To question these authorities, I summarized their accounts and asked students to assess them. They discovered that the only evidence is Brabantio’s, Roderigo’s, or Iago’s words of bigotry; or Othello’s rationalization of Desdemona’s imagined infidelity in like terms. After scrutiny, students saw that the Senate discredits this bigotry, and that his rationalization reflects Iago’s bigotry after his insinuations have made Othello jealous. They rejected what Iago sells and Othello buys—none of it new by the middle of the play—or what critics repackage and resell: defamatory views of Othello or demeaning opinions about his susceptibility and responsiveness to Iago’s insinuations. We remained puzzled not only by Othello’s jealousy, but also by its sudden onset. Then I thought that something said or done must cause Othello almost instantly to see himself as a cuckold.
Which consideration led to the obvious first question: what is new, said or done, to effect Othello’s paradigm shift? Once asked, students found what is added: Desdemona asserts emphatically the role which Cassio played in the courtship and, after she leaves, Iago immediately asks a question to which he already knows the answer. Cassio’s role as an intermediary is a datum. It means something to Iago and Othello, but what? Thus, the second question: what does the role mean, or what do Othello and Iago know about intermediaries which we do not? To answer that question, I worked to learn for myself, then teach to my students, something about Elizabethan cultural knowledge, the courtly love motif, exploited by Shakespeare because known by his audience. Looking back, we saw that, as early as Othello’s speech to exonerate himself of the charge of witchcraft before the Venetian senate, Shakespeare prepares the audience for the roles of knight, lady, and intermediary which, indicated by Desdemona, affect Othello’s self-perceptions.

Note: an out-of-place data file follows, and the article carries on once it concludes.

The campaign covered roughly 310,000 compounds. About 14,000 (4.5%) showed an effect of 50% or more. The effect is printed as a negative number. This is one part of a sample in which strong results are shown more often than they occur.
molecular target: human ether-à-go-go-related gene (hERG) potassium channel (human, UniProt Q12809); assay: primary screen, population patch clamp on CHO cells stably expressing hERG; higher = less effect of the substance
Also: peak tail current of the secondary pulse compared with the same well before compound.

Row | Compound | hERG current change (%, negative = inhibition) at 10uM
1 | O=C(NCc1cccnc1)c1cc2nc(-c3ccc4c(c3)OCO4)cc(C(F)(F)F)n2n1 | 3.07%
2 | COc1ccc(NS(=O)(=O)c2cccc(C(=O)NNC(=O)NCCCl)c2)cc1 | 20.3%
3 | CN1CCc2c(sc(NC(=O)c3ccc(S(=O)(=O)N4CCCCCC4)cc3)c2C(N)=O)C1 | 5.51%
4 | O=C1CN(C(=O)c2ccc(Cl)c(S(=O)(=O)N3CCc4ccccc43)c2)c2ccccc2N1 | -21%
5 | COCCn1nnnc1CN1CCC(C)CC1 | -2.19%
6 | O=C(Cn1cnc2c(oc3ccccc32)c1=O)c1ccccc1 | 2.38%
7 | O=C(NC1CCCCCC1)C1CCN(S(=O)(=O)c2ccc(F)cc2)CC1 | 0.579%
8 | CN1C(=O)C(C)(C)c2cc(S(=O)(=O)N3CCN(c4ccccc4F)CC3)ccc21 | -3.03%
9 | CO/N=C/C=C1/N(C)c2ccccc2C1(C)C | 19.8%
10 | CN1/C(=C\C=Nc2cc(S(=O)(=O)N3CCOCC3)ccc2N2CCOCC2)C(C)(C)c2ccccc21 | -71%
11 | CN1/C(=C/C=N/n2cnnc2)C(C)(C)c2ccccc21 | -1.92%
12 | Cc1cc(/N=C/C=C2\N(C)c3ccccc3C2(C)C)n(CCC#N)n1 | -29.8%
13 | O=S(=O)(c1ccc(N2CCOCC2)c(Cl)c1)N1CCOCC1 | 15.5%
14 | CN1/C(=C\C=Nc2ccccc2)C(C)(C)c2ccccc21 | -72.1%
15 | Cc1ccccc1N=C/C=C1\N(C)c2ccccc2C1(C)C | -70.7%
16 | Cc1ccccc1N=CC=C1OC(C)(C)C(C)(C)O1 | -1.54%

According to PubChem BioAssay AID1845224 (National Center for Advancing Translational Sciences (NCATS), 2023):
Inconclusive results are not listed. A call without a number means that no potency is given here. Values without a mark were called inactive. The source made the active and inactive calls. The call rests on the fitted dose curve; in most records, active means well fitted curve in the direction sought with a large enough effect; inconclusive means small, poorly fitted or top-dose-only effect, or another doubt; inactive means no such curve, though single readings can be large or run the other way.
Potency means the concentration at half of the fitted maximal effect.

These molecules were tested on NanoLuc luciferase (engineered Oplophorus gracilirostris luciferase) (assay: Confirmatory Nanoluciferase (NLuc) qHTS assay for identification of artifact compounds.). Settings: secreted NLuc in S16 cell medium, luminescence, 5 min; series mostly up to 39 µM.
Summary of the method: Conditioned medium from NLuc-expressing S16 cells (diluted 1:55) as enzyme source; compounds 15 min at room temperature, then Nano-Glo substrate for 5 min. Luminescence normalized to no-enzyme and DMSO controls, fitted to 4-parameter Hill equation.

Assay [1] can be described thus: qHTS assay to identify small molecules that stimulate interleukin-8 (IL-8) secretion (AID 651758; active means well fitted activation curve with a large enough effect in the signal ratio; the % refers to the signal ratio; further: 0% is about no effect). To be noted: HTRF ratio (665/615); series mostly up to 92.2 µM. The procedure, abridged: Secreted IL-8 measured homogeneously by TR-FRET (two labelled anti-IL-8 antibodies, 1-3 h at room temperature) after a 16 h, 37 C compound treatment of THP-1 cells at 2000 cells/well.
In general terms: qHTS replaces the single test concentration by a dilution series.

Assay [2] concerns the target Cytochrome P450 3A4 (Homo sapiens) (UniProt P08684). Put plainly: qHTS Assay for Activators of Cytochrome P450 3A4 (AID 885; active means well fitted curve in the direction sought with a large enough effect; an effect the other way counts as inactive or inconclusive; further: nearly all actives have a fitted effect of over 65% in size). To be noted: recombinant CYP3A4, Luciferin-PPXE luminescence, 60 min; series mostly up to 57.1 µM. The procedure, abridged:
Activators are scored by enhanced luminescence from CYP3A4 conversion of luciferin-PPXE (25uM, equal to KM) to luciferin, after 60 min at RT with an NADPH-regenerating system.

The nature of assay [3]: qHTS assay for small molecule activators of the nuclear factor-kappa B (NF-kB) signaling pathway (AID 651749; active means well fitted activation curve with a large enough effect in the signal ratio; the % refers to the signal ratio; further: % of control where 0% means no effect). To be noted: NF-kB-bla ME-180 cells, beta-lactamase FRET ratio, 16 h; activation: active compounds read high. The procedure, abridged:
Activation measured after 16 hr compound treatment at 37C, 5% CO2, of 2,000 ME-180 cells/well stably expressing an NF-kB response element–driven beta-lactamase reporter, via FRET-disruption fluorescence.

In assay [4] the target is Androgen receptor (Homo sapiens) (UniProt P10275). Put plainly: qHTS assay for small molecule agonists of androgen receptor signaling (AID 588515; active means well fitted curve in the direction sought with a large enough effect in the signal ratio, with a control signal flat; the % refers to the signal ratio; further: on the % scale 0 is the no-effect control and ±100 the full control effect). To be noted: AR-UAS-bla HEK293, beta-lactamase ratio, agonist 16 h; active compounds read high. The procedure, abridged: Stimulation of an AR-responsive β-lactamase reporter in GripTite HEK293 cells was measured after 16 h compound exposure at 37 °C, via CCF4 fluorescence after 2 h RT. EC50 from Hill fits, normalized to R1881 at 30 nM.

My third injunction is to read inclusively. In the case of King Lear, my prompt was puzzlement about the sword fight between Edgar and Edmund, introduced by heralds and dressed in full armor. Does it fit into the play, and how, and what does it mean? And why, given many versions of the Lear story, did Shakespeare add a story from Sidney’s Arcadia? Questions for teaching and research, indeed. In this example, I offer no narrative of classroom instruction; I trust its application will be clear enough.
Again, a useful starting point in my preparation was the critical consensus that Sidney’s story offers a subplot paralleling and counter-pointing the main plot. The consensus sees the play as mocking chivalric heroism. It sees Edgar, his platitudes, and his undertaking as naïve and unrealistic. It discredits its moral and political idealism with the entrance of Lear bearing the dead Cordelia and, moments later, with his death—after and despite Edgar’s defeat of Edmund. But this consensus that the play is pointedly anti-heroic is too pat in its easy modernism. For it depends on ignoring inconvenient data in the text. Let me point out what has been overlooked or excluded.
First, a word unique in Shakespeare but almost entirely ignored: “Godsonne.” The word implies that Lear undertook Edgar’s religious and moral upbringing. This fact sheds new light on his platitudes—Edgar learned them from Lear—and on the subplot.
Second, immediately after Regan identifies Edgar as Lear’s “Godsonne,” she indicates that Lear “nam’d” Edgar—more evidence of the close relationship between them.